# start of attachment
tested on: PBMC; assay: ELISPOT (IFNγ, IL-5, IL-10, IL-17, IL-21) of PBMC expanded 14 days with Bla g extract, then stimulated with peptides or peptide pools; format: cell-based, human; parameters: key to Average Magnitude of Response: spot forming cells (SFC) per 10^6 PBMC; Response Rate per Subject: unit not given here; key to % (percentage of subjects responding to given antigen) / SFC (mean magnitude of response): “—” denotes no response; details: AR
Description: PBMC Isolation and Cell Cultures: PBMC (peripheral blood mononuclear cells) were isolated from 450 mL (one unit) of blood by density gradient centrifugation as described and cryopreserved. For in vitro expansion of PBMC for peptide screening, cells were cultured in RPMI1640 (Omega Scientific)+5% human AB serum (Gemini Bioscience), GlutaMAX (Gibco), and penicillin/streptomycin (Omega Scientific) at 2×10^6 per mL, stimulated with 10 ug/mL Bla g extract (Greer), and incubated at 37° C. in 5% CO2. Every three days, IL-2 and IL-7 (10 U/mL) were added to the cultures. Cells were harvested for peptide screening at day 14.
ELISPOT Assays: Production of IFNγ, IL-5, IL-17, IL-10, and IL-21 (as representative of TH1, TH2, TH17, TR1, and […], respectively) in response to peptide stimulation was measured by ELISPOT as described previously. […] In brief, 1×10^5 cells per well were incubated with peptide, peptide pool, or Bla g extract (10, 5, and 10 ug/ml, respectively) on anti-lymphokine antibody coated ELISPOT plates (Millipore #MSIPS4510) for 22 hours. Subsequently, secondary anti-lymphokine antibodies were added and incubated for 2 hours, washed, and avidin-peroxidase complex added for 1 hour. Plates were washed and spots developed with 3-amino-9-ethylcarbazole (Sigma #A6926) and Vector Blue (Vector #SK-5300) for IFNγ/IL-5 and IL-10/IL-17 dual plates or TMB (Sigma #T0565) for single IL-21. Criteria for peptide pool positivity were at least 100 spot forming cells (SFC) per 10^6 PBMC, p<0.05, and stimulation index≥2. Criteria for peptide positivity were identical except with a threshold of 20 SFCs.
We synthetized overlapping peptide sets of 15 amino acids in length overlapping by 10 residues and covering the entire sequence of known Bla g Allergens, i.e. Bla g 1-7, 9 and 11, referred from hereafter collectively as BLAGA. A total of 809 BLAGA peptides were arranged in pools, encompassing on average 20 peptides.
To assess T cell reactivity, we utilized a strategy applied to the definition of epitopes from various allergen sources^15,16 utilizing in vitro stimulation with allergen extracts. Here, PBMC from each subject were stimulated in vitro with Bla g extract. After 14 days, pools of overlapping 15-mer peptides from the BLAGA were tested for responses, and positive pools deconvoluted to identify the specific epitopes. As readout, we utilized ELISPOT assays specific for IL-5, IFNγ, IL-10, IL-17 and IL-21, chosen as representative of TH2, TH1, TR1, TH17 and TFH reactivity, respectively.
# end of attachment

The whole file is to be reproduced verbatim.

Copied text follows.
tested on: PBMC; assay: ELISPOT (IFNγ, IL-5, IL-10, IL-17, IL-21) of PBMC expanded 14 days with Bla g extract, then stimulated with peptides or peptide pools; format: cell-based, human; parameters: key to Average Magnitude of Response: spot forming cells (SFC) per 10^6 PBMC; Response Rate per Subject: unit not given here; key to % (percentage of subjects responding to given antigen) / SFC (mean magnitude of response): “—” denotes no response; details: AR
Description: PBMC Isolation and Cell Cultures: PBMC (peripheral blood mononuclear cells) were isolated from 450 mL (one unit) of blood by density gradient centrifugation as described and cryopreserved. For in vitro expansion of PBMC for peptide screening, cells were cultured in RPMI1640 (Omega Scientific)+5% human AB serum (Gemini Bioscience), GlutaMAX (Gibco), and penicillin/streptomycin (Omega Scientific) at 2×10^6 per mL, stimulated with 10 ug/mL Bla g extract (Greer), and incubated at 37° C. in 5% CO2. Every three days, IL-2 and IL-7 (10 U/mL) were added to the cultures. Cells were harvested for peptide screening at day 14.
ELISPOT Assays: Production of IFNγ, IL-5, IL-17, IL-10, and IL-21 (as representative of TH1, TH2, TH17, TR1, and […], respectively) in response to peptide stimulation was measured by ELISPOT as described previously. […] In brief, 1×10^5 cells per well were incubated with peptide, peptide pool, or Bla g extract (10, 5, and 10 ug/ml, respectively) on anti-lymphokine antibody coated ELISPOT plates (Millipore #MSIPS4510) for 22 hours. Subsequently, secondary anti-lymphokine antibodies were added and incubated for 2 hours, washed, and avidin-peroxidase complex added for 1 hour. Plates were washed and spots developed with 3-amino-9-ethylcarbazole (Sigma #A6926) and Vector Blue (Vector #SK-5300) for IFNγ/IL-5 and IL-10/IL-17 dual plates or TMB (Sigma #T0565) for single IL-21. Criteria for peptide pool positivity were at least 100 spot forming cells (SFC) per 10^6 PBMC, p<0.05, and stimulation index≥2. Criteria for peptide positivity were identical except with a threshold of 20 SFCs.
We synthetized overlapping peptide sets of 15 amino acids in length overlapping by 10 residues and covering the entire sequence of known Bla g Allergens, i.e. Bla g 1-7, 9 and 11, referred from hereafter collectively as BLAGA. A total of 809 BLAGA peptides were arranged in pools, encompassing on average 20 peptides.
To assess T cell reactivity, we utilized a strategy applied to the definition of epitopes from various allergen sources^15,16 utilizing in vitro stimulation with allergen extracts. Here, PBMC from each subject were stimulated in vitro with Bla g extract. After 14 days, pools of overlapping 15-mer peptides from the BLAGA were tested for responses, and positive pools deconvoluted to identify the specific epitopes. As readout, we utilized ELISPOT assays specific for IL-5, IFNγ, IL-10, IL-17 and IL-21, chosen as representative of TH2, TH1, TR1, TH17 and TFH reactivity, respectively.